always denoted purity, and it relates to white wedding
cake icing that first appeared in Victorian times.
Another way in which a white wedding cake relates to the
symbol of purity, has its basis in the fact that the
wedding cake was originally referred to as the bride's
cake. This not only highlighted the bride as the central
figure of the wedding, but also created a visual link
between the bride and the cake.
Today, that link is
being further strengthened as more contemporary brides
have contemporary wedding cakes co-ordinated with their
wedding gown colour, even if it's not white!
Victorian times, most wedding cakes were also white, but
not because of the symbolism. Ingredients were very
difficult to come by, especially those required for
icing. White icing required the use of only the finest
refined sugar, so the whiter the cake, the more affluent
the families appeared. A white wedding cake became an
outward symbol of affluence.
Cutting the wedding cake...
Wedding cakes take centre stage in the traditional cake
cutting ceremony, symbolically the first task that bride
and groom perform jointly as husband and wife.
one tradition that most of us have witnessed many times.
The first piece of wedding cake is cut by the bride with
the "help" of the groom. This task originally was
delegated exclusively to the bride. It was she who cut
the wedding cake for sharing with her guests.
Distributing pieces of wedding cake to one's guests is a
part of that tradition from the Roman Empire when guests
clamoured for the crumbs. But, as numbers of wedding
party guests grew, so did the size of the wedding cake,
making the distribution process impossible for the bride
to undertake on her own.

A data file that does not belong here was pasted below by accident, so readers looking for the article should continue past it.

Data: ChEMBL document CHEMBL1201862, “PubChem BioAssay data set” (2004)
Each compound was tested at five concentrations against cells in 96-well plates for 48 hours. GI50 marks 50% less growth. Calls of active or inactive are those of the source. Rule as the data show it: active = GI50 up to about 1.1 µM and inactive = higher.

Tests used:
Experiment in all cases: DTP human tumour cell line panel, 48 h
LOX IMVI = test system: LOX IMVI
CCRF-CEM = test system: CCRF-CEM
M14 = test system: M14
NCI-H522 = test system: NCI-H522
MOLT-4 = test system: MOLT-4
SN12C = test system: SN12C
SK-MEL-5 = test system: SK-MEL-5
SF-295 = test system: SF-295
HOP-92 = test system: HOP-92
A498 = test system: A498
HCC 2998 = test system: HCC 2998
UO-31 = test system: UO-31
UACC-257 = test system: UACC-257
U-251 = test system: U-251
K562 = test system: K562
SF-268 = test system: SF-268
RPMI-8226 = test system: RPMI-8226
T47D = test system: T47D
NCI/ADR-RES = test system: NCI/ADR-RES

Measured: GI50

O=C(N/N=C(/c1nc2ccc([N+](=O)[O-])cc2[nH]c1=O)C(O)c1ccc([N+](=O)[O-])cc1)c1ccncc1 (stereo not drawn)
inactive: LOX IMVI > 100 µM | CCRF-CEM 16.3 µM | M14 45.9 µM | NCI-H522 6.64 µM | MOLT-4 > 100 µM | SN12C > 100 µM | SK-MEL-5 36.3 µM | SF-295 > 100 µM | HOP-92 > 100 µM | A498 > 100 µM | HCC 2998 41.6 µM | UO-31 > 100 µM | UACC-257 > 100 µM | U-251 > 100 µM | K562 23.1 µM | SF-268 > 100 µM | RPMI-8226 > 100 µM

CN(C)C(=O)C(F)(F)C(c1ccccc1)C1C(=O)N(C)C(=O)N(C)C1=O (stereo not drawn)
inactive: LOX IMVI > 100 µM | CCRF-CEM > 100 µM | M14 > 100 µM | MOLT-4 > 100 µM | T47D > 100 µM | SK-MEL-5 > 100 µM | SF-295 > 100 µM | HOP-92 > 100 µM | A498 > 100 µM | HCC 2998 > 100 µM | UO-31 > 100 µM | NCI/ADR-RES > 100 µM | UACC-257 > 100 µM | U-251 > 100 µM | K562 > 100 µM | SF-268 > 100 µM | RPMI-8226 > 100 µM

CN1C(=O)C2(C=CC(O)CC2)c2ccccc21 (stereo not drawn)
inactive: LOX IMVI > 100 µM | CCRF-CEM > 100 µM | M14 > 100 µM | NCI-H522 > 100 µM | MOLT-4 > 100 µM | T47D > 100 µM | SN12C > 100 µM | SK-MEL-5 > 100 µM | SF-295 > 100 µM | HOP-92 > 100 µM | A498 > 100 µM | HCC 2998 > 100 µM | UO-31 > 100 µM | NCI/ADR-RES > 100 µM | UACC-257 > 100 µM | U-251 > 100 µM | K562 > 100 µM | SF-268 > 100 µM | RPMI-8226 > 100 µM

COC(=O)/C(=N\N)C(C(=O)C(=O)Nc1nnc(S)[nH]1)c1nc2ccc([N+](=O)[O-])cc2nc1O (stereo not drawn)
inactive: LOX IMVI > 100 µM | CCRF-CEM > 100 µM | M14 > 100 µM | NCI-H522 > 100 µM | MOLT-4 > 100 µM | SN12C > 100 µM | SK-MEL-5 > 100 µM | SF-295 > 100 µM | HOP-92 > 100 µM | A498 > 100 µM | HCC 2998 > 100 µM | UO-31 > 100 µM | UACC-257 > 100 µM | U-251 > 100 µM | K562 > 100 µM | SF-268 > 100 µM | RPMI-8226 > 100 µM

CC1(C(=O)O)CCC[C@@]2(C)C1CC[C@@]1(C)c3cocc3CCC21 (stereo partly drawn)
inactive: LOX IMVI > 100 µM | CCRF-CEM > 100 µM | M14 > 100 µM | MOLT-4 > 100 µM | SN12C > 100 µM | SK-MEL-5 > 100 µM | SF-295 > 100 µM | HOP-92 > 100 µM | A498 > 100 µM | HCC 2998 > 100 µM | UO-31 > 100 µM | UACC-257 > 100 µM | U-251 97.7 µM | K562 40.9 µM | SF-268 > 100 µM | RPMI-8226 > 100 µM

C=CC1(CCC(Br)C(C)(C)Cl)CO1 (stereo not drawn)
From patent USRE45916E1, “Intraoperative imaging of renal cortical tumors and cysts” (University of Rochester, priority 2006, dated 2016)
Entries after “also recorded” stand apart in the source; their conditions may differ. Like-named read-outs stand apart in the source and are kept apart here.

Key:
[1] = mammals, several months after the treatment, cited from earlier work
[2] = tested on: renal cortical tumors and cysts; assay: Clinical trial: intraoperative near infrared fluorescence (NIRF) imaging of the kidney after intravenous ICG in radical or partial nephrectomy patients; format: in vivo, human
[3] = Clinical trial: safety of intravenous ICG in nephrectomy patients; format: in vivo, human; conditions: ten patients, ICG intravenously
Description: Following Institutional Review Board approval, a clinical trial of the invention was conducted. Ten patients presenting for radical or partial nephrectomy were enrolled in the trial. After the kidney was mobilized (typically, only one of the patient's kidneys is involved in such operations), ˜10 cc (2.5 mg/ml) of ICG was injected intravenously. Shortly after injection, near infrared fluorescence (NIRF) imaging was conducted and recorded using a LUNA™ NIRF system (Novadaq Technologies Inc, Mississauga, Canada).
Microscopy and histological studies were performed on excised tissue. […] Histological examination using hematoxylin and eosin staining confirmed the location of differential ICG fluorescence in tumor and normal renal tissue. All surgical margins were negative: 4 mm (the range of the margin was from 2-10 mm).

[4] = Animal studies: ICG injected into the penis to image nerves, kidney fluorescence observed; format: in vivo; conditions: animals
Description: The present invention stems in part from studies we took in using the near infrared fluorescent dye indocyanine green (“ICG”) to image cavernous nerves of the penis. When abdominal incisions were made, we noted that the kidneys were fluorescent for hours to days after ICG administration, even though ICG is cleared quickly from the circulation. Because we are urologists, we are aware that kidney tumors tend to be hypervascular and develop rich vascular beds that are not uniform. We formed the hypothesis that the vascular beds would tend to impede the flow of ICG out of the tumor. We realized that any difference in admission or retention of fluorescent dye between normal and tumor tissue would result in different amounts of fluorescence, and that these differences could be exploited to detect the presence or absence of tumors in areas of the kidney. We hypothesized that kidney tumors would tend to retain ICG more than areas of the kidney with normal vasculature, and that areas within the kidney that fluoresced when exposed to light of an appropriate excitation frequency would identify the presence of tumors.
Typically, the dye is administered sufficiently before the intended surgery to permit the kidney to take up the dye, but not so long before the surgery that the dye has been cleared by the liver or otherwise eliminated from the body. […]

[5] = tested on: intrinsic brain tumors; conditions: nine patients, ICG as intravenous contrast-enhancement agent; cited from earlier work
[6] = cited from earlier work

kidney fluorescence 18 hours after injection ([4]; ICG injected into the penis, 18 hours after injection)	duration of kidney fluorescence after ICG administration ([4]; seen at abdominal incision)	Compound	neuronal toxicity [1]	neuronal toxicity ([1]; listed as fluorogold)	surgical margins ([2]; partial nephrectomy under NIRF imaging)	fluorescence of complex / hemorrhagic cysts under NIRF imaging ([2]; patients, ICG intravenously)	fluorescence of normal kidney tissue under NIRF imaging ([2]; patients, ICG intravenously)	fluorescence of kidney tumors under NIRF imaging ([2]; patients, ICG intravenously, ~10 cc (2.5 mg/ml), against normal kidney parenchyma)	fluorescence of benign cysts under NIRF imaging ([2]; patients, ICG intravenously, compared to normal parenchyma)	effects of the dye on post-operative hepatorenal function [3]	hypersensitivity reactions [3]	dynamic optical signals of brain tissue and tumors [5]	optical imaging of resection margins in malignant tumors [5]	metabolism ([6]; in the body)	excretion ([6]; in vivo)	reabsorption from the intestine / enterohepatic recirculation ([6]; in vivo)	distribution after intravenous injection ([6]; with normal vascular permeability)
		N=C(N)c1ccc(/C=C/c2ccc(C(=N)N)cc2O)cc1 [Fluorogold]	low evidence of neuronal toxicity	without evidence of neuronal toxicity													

Wedding cake cutting became
more difficult with early multi-tiered cakes, because
the icing had to be hard enough to support the wedding
cake's own weight.
This made cutting the wedding cake a
joint project. After the cake cutting ceremony, the
couple proceed to feed one other from first slice. This
provides another lovely piece of symbolism, the mutual
commitment of bride and groom to provide for one
Multi tiered wedding cakes...
The once simple wedding cake has evolved into what today
is a multi-tiered extravaganza.
The multi-tiered wedding
cake was originally reserved for English royalty. Even
for the nobility, the first multi-tiered wedding cakes
were real in appearance only. Their upper layers were
mock-ups made of spun sugar. Once the problem of
preventing the upper layers from collapsing into the
lower layers was solved, a real multi-tiered wedding
cake could be created.
Pillars as decoration existed
long before multi-tiered wedding cakes appeared, so it
was a natural progression for cake bakers to try using
pillars as a way to support the upper tiers. To prevent
the pillars from sinking into the bottom tier, icing was
hardened to provided the necessary support.
some brides today who can't resist saving the top layer
of her multi-tiered cake. Couples freeze the wedding
cake with the intention of sharing it on their first
The tradition has its roots in the
late 19th century when grand cakes were baked for
christenings. It was assumed that the christening would
occur soon after the wedding ceremony, so the two
ceremonies were often linked, as were the cakes.
modern wedding cakes becoming more and more fancy and
elaborate, the christening cake quickly took a back seat
to the wedding cake. When three-tiered cakes became
popular, the top tier was often left over. A subsequent
christening provided a perfect opportunity to finish the
Couples could then logically rationalize
the need for three tiers- the bottom tier for the
reception, the middle tier for distributing and the top
for the christening.
As the time between the weddings
and the christenings widened, the two events became
disassociated and the reason for saving the top tier of
the wedding cake changed.
Regardless of the underlying
reason, when the couple finally does eat the top tier,
it serves as a very pleasant reminder of their very